By Bode Durojaiye
Seventy African-Americans have traced their ancestral lineage to the ancient town of Oyo, Nigeria and were feted at a reception organised in their honor at the Palace of the Alaafin of Oyo. Oba Lamidi Olayiwola Adeyemi 111. The monarch used to the occasion to call on the Nigerian government embark on re-integrating Yorubas across the globe back to their ancestral roots. Read more
BY: Salomey Appiah-Adje
The President, Nana Addo Dankwa Akufo-Addo, will grant Ghanaian citizenship to more than 200 members of the African-American-Caribbean Diaspora community residing in the country. The conferment of citizenship will take place next month. Read more
My relationship to my ancestral home is complicated yet precious.
By Itoro Udofia
People often assume I was not born and raised in the United States. As a child of Nigerian immigrants bearing an indigenous name, and with features etched from another land, I have never felt like I fully belong here.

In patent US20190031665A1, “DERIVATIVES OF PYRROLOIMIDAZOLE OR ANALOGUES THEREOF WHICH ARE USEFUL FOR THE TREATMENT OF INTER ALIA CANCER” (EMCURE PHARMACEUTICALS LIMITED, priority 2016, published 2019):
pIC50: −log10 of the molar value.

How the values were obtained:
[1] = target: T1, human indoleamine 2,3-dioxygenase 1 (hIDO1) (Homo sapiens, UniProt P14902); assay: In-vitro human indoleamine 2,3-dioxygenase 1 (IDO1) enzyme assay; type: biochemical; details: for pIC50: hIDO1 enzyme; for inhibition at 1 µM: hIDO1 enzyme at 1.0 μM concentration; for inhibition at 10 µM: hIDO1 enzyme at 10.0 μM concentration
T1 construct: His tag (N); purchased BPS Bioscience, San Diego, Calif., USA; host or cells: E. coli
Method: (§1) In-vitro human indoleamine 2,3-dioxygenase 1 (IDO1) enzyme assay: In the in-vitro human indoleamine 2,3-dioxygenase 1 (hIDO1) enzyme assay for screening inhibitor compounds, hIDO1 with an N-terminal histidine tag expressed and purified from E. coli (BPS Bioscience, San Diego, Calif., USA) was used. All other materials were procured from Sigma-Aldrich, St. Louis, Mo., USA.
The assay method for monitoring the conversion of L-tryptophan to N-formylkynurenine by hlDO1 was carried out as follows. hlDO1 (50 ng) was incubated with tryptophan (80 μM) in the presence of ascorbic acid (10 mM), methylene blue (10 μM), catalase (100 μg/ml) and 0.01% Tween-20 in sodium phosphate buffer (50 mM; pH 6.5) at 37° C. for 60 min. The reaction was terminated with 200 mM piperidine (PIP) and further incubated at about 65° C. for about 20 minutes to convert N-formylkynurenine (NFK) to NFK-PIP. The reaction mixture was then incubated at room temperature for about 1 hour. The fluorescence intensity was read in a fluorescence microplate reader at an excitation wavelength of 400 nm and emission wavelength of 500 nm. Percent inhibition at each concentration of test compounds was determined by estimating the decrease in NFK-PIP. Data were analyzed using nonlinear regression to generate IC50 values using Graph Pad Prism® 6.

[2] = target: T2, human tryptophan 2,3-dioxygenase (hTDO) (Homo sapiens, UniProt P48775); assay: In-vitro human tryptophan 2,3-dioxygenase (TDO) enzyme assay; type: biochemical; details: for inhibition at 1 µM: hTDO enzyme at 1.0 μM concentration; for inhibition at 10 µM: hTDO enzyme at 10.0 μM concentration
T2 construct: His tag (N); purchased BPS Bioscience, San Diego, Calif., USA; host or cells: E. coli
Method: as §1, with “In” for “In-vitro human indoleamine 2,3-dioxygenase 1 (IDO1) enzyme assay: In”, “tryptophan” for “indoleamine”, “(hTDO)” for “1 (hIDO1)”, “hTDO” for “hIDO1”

But I’ve also had difficulty fitting in with my Nigerian origins. Read more
By Joy Notoma
When a group of Prince Hall Masons from North Carolina arrived in Cotonou, Benin last month for the inauguration of a new grand lodge in Cotonou, the cultural significance wasn’t lost on the masons from Benin.
After The American Revolutionary War (1775-83), a formerly enslaved man from Massachusetts who had fought in the war for independence, was attracted to Freemason ideals like brotherly love, justice, and liberty, but the exclusively white group wouldn’t allow a black man in its ranks. The man, Prince Hall, wasn’t one to take no for an answer, though.
With all the traditional tenets of masonry, he decided to start his own group of masons.